18. Chenopodium album a locally used vegetable in Kashmir valley and its medicinal properties. Lone B.A., Chishti M.Z., Bhat F.A., Bandh S.A., and Khan A.
  19. Bovine milk exosomes and their cargos may regulate metabolism through non-canonical pathways in non-bovine species. Zempleni J., Zhou F., Wu Di, Manca S., Sadri M., Fernando S., Pas H., Shu J., and Cui J.
  20. Low molecular pectin protects against heavy metal exposure. Khotimchenko M., Khozhaenko E., Kovalev V.
  21. Comparative phytochemical composition of the seed and pulp of velvet tamarid (Dialium guineense) plant. Oyetayo F.L. and Bolorunduro B.C.
  22. Horizontal delivery of microRNAs via food-mother-pup axis. Le Provost, Laubier J., Marthey S., Castille J., Le Guillou S.
  23. Use of probiotics and oat β-glucan as prebiotics to control obesity: A synbiotic approach. Ke X. and Cheung PCK
  24. Novel product development, organoleptic analysis and haccp projection of a dessert made from lotus stem (Nelumbo nucifera). Vora J.D., Srinivasan P.
  25. Obesity, soy protein diet and liver steatosis. Hakkak R. and Korourian S.
  26. Safety and free testosterone boosting effficacy of a novel Curculigo orchioides extract in male rats. Bachi D., Swaroop A., Bagchi M., Preuss H.G.
  27. Glucuronidation and molecular docking of steviol with UDP-glucuronosyltransferase 2B7. Xia Y., Chen J., Fang Y., Zhang Y., Wang H., Liu X.
  28. Studies on the highly efficient biosynthesis of functional oligosaccharides. Cheng H., Wang H., Li L., Deng Z.
  29. Anti-adipogenic activities of (–)-epigallocatechin-3-gallate through modulation of the AMPK pathway in 3T3-L1 cells. Cheon W., Kim Y.
  30. Anti-adipogenic activity of Ligularia stenocephalain extract in 3T3-L1 adipocytes. Seo D., Kim Y.
  31. Curcumin can improve hypertension in aged type 2 diabetic patients by modulating oxidative stress. Mirmiranpour H., Nakhjavani M., Esteghamati A., Salehi S.S., Lari M., Hashemi P., and Firouzabadi F.D.
  32. Conjugated linoleic acid vesicles worked in physiological pH environment. Fang Y., Fan Y., Ma J., Li Y., Xia Y.
  33. Beneficial effects on fasting insulin and OGTT responses with intake of New Zealand blackcurrant powder. Willems M., Silva J.D.S., Cook M., and Blacker S.
  34. Folic acid transfer from feed to egg yolk layers. Saki A.A., Abdolmaleki M., Mirzaie S., Zamni P., Ashoori A.
  35. Tarin, the lectin from Colocasia esculenta, reduces cyto and genotoxic effects of cyclophosphamide in mice. Corrêa A.C., Mérida L.A.D., Mattos E.B.A., Pereira P.R., Paschoalin VMF, Pinho MFB, Vericimo MA
  36. Functional quality, sensorial and shelf life characteristics of agathi (Sesbania grandiflora (L).Poir leaves enriched breads. Aruna M, Sumana A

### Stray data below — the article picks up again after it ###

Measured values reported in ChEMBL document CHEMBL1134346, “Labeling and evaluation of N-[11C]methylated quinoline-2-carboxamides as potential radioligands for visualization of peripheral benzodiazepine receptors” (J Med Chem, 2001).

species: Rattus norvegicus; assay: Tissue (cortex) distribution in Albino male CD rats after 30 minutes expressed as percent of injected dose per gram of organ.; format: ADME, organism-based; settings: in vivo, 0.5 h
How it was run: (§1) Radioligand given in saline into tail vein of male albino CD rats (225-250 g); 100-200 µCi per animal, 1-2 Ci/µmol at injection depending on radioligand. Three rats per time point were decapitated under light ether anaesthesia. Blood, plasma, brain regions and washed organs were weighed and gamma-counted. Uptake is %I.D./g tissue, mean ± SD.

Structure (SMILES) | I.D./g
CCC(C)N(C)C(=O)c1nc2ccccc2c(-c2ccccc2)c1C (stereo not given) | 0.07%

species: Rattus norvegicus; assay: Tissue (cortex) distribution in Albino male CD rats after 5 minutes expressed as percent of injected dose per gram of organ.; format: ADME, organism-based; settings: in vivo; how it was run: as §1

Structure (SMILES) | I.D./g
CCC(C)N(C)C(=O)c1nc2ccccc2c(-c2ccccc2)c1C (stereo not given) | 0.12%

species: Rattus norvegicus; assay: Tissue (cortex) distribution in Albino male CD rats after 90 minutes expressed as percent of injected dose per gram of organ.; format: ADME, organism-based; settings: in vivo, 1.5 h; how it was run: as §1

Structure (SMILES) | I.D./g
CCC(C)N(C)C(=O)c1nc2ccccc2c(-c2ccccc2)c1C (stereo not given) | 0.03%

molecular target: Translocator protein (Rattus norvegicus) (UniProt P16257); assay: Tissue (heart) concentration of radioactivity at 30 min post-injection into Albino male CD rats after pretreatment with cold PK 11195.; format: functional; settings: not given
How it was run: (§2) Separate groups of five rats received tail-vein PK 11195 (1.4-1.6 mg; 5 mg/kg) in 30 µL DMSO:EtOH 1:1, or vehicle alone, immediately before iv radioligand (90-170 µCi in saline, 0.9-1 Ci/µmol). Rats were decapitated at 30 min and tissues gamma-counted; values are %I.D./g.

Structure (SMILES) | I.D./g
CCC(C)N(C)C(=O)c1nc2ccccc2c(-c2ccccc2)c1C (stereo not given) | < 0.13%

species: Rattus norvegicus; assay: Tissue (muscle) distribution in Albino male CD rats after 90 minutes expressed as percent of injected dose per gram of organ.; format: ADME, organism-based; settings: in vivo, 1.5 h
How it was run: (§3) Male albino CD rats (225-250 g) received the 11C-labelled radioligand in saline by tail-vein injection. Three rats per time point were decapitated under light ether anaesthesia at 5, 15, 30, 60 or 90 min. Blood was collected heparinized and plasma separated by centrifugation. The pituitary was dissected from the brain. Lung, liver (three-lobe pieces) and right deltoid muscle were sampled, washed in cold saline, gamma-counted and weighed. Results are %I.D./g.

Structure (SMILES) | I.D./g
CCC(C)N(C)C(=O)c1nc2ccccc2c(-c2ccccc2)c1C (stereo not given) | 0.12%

37. Bacteriome and mycobiome interactions underscore microbial dysbiosis in familial Crohn’s Disease: Role of probiotics and other therapeutic options. Ghannoum M
  38. Development of Halomonas Levan based functional food ingredients. Hasköylü ME, Özer Ç, Öner ET
  39. Effects of fermentation on the nutritional and anti-nutritional components of cooked/boiled water melon (Citrullus Lanatus) seed. Makinde OA, Adejoro DO, Odubanjo VO and Ajayi AS
  40. The determination of probiotic consumptions of university students by assessing their perceptions through these products. Hasköylü A, Biçer AH, Aktac S, Günes FE
  41. Induce increase lipidic compounds as food ingredient in microalgae and its anticancer and antioxidant properties. El-Baroty GS, Abd El Baky HH
  42. Phytochemical profile and bioactivities of coffee leaf: the impacts of processing methods and the age of leaf. Chen X, Ma Z, Petitvallet A, Rivest M, Kitts DD
  43. Comparison of the biological activities between carnosic acid and piciferic acid. Shibata S, Kayashima T, Ishitobi H, Miyaki S, Kawaoka T, Matsubara K
  44. Diet and functional impairments among elderly Chinese living in urban Shanghai. Zhu J, Cai H, Xiang YB, Li H, Gao YT, Zheng W, Shu XO
  45. Bacteroides xylanisolvens DSM 23964 consumption promotes anti-TFα antibody generation. Hart F, Schmidt J, Ulsemer P, Toutounian K, Hahn A, Goletz A
  46. Effects of α-galactooligosaccharides on high fat diet induced metabolic syndrome in mice. Dai Z, Lyu W, Xie M, Chen G, Zeng X
  47. Time effect on the antioxidant activity of commercial green juice and its manufactured equivalent. Kouprianoff J, Bernardo MA, Moncada M, Silva ML, Brito J, Mesquita F
  48. In-vitro probiotic and functional properties of Lactic acid bacteria recovered from date syrup. Arasu MV, Al-Dhabi NA
  49. In vitro physiological genistein concentrations do not inhibit proliferation in prostate cancer cells. Usak ST and Kandas NO
  50. Theobromine crosses the blood brain barrier resulting in increased phosphorylation of vasodilator-stimulated phosphoprotein and cAMP-response element-binding protein in the mouse brain. Sugimoto N, Katakura M, Matsuzaki K, Yoneda M, Sumiyoshi E, Ohno-Shosaku T, Yachie A, Shido O.
  51. Unraveling the intricate relationship between food, nutrition, and health. Slupsky C.
  52. Gut microbiota dictate metabolic fate of Curcumin in the colon. Li Z, Sun Y, Song M, Li F, Gu M, Xiao H.
  53. Evaluating the efficacy of probiotic bacterial isolates in reducing the human food borne pathogen Campylobacter in chickens. Donoghue AM, Arsi K, Shreshta S, Wagle BR and Donoghue DJ
  54. Furan and its derivatives in foods: characterising the hazard. Gill S, Kavanagh M, Cherry W, Barker M, Weld M, and Cooke GM